Self-presentation is a term that describes conscious and unconscious strategies for managing and controlling the ways in which one is perceived by others in terms of both appearance and behaviour (Dolezal, 2017). Erving Goffman introduced a conceptualization of the construction of identity in the study of human interaction. In his work ‘The Presentation of Self in Everyday Life’, Goffman analyses interaction and how individuals perform to project a certain image that they perceive to be desirable, and using the theatre to illustrate the contrasts in front stage and back stage behaviour (Bullingham and Vasconcelos, 2013). Information about a certain individual helps to define the situation, knowing this information enables others to know in advance what they can expect of the individual (Goffman, 1959).
Elon Musk front stage
In persuasion theory it can be called unexpectedness or novelty, with the human brain finding it nearly impossible to ignore events that are novel and therefore something new or surprising stands out. This can be seen in Elon Musk’s front stage, and the perception of himself that he builds online. He is a very surprising character in his social media activity, Musk doesn’t conform to traditional businessmen and their formal front stage and however is often presenting himself through memes, controversial statements on society and culture as well as tweets about pop culture, films and video games. In the social world we are called upon to display various fronts depending on the social stage, users take on roles and carefully manage the impressions they give off, in order to ‘fit in’ (Thompson, 2016). This may connote as to why Musk uses twitter the way he does, his modern approach as an well known entrepreneur may be to engage with users as well as ‘fit in’.
When first on his Twitter account, Elon Musk doesn’t display images of himself but images from activity from his companies. He portrays himself through his work as though they are a part of his dynamic identity.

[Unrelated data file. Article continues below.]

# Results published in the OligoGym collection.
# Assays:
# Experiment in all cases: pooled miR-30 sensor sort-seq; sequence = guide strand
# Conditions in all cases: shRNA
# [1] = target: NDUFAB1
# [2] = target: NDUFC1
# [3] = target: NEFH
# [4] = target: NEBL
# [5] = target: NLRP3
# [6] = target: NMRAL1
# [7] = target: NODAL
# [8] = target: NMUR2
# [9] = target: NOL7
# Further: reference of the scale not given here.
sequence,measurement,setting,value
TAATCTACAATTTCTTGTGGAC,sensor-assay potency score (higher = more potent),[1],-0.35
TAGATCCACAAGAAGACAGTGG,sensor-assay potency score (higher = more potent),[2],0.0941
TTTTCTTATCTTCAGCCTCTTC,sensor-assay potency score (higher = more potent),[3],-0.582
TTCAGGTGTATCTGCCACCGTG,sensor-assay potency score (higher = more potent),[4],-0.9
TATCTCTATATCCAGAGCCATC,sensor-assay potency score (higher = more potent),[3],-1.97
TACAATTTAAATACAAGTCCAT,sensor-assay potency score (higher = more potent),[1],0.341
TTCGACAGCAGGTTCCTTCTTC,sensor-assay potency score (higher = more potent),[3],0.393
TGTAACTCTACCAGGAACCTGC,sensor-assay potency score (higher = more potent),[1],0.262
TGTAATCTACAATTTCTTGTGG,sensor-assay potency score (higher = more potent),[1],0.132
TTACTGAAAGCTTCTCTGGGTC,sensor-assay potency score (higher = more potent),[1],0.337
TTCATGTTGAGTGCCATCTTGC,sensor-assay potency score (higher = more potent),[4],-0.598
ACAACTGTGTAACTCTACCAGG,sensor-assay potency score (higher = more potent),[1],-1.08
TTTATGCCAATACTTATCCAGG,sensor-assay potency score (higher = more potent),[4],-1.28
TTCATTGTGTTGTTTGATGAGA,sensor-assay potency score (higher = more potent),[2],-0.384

His Twitter account is filled with ‘memes’ that get hundreds of thousands of likes.
Musk posted this image, above, and was met with backlash and transphobic accusations. He also took to Twitter to announce he had mild symptoms of COIVD-19 but that he didn’t trust the test results, writing later “Something extremely bogus is going on”. Looking at these tweets they revealed either a misunderstanding of how the testing process worked and the infection itself or some refusal to accept it. Musk also tweeted on March 6 “The coronavirus panic is dumb” and continued to make assumptions on his twitter account surrounding the deadly virus (McFall-Johnsen, 2020). Through his controversy he built an image of a frustrated character who takes to Twitter to present his irritations and dissatisfactions on a particular subject.
In life we also have back-stage areas where we can ourselves be more relaxed and in turn closer to our true-selves. A place in which we prepare for acting in the world and once again presenting a front stage (Thompson, 2016).
Elon Musk is certainly a complicated figure. Musk featured in Glassdoor’s ranking of the top 100 CEOs in 2018, however the year following he had fallen from the review sites top 100. People who have worked with Musk have given diverging accounts of the man, saying he can be both brilliant and temperamental. Former senior-level employees stating that they were to scared to tell him when they disagreed. It was also said that he is very reactive to social media and what often triggers him to make a decision is what he finds on social media, this may connote how he is presented in the front stage of self presentation. There were also others saying that Musk doesn’t give out much autonomy and the only decision maker at Tesla is Elon Musk (Matousek, 2019).
These accounts from those who have worked with Musk, can inform how he presents himself backstage. He presents the idea of a commanding man and lead decision maker, and because of this quite selfish. On the other hand energetic which allows him to be so active in so many things.